Find your deep-fried Oreos at the boardwalk. In recent years, many music festivals have gotten serious about offering high-quality food options. It’s eased the burden of packing a car full of food for the whole weekend. Since buying every meal from festival vendors gets expensive, I recommend mixing it up. Bring snacks and enough food to make a handful of meals on the camping stove, but also budget enough to buy a few meals inside. The Festy offers chow from the locally sourced catering outfit the Rock Barn, yummy organic Carpe Donuts in the mornings, and additional options from regional restaurants like the Crozet-based Fardowners. As a new experiment in ultimate convenience, Relay Foods will also deliver pre-fest grocery orders to The Festy grounds. Another rare amenity for a festival is the option to grab pub grub at Devils Backbone, which will be open throughout the event.
Most festivals frown upon bringing glass into the campground. For a beer snob like me, this used to be a problem. Not anymore. These days, plenty of excellent craft beers come in cans, so you can fill your cooler with hoppy goodness without breaking the rules. Before hitting the road for any festival, I head to Beer Run, which has a neatly organized section of canned microbrews—perfect for quickly putting together a tasty trail mix of crisp lagers for the afternoon, intense IPAs for the early evening, and hearty stouts for winding down by the fire before bed. On the local front, Starr Hill started canning its Northern Lights IPA and Festie German lager earlier this year, while Blue Mountain Brewery offers the stellar Full Nelson Pale Ale in a can.
There are three things that are hard to come by when you’re trying to sleep at a festival: silence, shade, and solid ground. The first one is nearly impossible to secure. Why? Because, inevitably, just when you’re ready to crawl into your tent and catch some Z’s, a free-spirited crew with too much liquid courage and too little rhythm will start banging away on hand drums. Drum circles can last for hours, so do yourself a favor, and bring earplugs. Finding a shaded campsite can mean a couple extra hours of sleep in the morning. If the sun gets a straight look at your tent you’ll start cooking like a Pop-Tart in a toaster oven. Fortunately The Festy has a walk-in camping area in the woods, where you can find tree-covered solace. Give yourself the best chance to secure a choice camping spot by showing up soon after the gates open. In desperate situations, I’ve pitched my tent under a larger pop-up shelter, like the Kelty Shadehouse, which is a great accessory for sun relief while hanging out at the campsite during the day.
Finally, don’t underestimate the value of a good sleeping pad. If you’re limited to a sleeping bag on a lumpy plot of earth, you’ll be crying for a chiropractor by the end of the festival. For supreme comfort, get a pad with some girth like the Big Agnes Insulated Air Core or the Therm-a-Rest Luxury Map Sleeping Pad, both available locally at Blue Ridge Mountain Sports.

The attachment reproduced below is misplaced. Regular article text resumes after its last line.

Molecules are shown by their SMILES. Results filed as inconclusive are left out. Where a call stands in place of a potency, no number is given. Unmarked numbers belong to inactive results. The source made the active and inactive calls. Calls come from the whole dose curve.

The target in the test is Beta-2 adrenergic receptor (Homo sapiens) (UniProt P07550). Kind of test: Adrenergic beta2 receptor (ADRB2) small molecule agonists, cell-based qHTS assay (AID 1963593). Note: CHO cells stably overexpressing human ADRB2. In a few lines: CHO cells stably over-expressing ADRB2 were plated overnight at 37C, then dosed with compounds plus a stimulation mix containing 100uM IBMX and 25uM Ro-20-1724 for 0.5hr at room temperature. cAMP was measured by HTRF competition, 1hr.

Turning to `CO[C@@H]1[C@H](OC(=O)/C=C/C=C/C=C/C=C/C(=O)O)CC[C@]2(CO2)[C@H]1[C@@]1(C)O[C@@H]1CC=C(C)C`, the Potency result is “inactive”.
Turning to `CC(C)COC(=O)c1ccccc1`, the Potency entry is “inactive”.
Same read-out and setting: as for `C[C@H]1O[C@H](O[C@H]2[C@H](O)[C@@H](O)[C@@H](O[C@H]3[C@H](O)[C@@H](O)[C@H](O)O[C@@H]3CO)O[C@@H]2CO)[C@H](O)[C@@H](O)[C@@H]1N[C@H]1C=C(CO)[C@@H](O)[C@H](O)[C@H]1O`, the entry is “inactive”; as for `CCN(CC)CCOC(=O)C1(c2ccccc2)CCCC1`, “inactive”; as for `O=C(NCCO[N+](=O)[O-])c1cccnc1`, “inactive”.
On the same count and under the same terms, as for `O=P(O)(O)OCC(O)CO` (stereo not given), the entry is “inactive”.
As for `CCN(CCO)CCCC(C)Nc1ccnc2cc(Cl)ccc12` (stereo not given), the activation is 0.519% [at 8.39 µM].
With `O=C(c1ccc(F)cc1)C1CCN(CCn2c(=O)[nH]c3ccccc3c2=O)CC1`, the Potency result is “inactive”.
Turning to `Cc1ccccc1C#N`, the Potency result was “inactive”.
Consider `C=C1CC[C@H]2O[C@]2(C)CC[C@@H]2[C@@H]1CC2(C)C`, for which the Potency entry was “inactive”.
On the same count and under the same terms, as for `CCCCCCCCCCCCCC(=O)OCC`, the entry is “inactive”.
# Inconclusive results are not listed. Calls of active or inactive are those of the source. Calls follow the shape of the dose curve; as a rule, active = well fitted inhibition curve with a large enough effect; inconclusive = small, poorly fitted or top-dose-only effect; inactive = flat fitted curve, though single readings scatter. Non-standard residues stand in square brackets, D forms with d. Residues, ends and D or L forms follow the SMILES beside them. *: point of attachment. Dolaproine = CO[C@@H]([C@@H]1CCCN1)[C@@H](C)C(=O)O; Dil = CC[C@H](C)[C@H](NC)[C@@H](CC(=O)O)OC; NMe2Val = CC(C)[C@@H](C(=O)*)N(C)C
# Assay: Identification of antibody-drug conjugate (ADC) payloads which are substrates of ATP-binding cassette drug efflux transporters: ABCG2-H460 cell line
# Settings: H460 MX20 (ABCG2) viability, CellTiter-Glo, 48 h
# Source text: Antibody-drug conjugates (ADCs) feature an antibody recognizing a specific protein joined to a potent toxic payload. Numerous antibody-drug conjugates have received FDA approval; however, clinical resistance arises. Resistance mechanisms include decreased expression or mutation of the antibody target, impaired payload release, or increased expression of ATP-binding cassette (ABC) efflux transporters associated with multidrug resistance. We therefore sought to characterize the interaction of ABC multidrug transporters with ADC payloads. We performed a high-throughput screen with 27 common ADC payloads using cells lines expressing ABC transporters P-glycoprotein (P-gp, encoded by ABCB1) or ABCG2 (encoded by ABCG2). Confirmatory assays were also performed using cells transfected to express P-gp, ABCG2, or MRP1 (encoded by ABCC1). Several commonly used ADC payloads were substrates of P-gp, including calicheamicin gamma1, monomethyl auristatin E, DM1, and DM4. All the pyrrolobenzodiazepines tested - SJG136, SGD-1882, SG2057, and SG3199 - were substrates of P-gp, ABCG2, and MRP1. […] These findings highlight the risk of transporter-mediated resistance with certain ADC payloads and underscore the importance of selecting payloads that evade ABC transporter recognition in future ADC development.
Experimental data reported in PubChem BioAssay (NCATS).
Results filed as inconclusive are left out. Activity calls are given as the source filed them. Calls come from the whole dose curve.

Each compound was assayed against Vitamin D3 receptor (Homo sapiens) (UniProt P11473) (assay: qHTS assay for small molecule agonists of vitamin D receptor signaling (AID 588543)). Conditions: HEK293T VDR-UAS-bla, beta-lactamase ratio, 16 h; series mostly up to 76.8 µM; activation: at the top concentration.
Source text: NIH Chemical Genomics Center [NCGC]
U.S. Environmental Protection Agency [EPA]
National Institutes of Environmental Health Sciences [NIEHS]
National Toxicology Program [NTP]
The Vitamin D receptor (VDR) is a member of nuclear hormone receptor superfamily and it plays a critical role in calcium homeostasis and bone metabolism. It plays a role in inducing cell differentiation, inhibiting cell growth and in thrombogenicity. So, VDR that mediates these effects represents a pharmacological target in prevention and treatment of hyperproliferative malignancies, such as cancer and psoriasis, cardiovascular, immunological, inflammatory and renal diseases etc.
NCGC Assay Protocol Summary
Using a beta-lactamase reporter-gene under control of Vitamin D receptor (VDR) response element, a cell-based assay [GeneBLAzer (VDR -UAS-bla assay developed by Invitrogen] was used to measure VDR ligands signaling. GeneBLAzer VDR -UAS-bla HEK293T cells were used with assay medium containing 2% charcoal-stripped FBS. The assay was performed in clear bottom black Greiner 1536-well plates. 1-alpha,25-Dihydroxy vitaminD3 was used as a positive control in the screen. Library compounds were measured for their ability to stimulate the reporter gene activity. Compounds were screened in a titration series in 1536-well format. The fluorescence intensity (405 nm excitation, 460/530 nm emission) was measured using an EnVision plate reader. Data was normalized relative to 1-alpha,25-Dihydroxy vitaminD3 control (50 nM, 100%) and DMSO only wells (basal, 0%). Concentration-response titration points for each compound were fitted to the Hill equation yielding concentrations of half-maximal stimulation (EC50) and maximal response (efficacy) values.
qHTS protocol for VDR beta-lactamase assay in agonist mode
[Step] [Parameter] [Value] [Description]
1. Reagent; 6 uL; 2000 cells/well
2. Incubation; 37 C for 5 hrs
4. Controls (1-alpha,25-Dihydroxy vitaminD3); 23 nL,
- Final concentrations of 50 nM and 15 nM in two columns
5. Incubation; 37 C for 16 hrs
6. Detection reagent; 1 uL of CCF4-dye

Dirty truth about porta-potties
All festivals have a harsh reality that we unfortunately cannot avoid. When nature calls, you’ll be forced to enter an unsavory cubicle of stench known as a porta-potty. All I can say is, tread lightly, be vigilant about your surroundings, and hurry! If portable toilets really gross you out, watch for the cleaning truck and make your visit when things are still relatively fresh. It also can’t hurt to bring an extra roll of toilet paper from home, as some of the units tend to run low. After the sun goes down, be sure to bring a headlamp or small flashlight. The mystery of what’s behind the plastic door can be even more terrifying in the dark.
Go beyond the music
Make time to check out what else is being offered at the fest besides the bands. Whether it’s browsing local vendor booths or joining a morning yoga session, it’s good to take a break from the tunes. The Festy has a huge outdoor adventure component that includes a climbing wall, a 10K trail running race and a mountain bike race.
A note on Festing with kids
This summer my 2-year-old son became my new festival buddy. A few key moves can keep kids comfortable at the fest. Pick the right festival. Monsters of Rock probably isn’t the right scene for a little one. Make sure the festival has kid-friendly music and a mellow scene. Bring the wagon. I’ve found the Radio Flyer is better for festivals than the stroller. My son is more engaged, because he gets a 360-degree view of the action, and there’s more room to bring a bag with his snacks, water bottle, and other essentials. Find family camping. Many festivals have specific family camping sections with designated quiet times, so your kid won’t be kept up by rowdy tent neighbors. Protect young ears. When watching music, keep a safe distance from the stage. If the sound is too loud, consider hearing protection like the Peltor Kid’s Earmuff, which sells for less than $20.